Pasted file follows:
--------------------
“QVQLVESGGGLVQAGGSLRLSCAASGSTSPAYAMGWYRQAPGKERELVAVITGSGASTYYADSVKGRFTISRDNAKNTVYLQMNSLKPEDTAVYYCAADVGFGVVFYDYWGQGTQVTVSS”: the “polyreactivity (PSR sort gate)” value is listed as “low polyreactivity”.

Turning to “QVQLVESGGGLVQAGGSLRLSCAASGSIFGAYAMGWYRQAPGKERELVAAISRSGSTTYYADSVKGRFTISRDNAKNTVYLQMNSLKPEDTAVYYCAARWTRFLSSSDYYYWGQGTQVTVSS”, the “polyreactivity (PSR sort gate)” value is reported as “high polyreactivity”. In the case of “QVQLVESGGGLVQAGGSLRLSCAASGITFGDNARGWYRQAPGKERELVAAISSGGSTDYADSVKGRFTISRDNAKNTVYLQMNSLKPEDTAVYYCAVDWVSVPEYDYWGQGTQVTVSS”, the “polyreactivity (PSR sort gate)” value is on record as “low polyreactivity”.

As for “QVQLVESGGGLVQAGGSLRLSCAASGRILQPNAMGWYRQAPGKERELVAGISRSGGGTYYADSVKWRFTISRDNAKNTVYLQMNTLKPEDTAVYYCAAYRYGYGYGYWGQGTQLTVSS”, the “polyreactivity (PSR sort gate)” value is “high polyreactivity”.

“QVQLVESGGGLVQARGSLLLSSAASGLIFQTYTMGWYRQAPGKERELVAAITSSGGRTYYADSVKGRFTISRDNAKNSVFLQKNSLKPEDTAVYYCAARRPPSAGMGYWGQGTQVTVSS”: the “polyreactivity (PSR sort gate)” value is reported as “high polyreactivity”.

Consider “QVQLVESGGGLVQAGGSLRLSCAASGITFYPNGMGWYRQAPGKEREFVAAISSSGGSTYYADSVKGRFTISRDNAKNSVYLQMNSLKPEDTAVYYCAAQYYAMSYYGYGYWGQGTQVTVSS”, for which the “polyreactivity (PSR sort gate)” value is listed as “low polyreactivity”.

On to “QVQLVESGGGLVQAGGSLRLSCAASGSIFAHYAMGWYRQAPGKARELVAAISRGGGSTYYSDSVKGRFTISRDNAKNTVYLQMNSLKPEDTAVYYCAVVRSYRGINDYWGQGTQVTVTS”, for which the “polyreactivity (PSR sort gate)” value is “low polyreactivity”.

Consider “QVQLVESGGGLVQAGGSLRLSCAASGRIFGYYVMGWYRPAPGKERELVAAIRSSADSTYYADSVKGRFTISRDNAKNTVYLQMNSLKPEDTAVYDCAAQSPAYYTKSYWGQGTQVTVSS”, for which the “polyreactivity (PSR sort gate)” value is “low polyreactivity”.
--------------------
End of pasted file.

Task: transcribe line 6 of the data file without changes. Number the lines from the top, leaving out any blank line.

On to “QVQLVESGGGLVQAGGSLRLSCAASGSIFAHYAMGWYRQAPGKARELVAAISRGGGSTYYSDSVKGRFTISRDNAKNTVYLQMNSLKPEDTAVYYCAVVRSYRGINDYWGQGTQVTVTS”, for which the “polyreactivity (PSR sort gate)” value is “low polyreactivity”.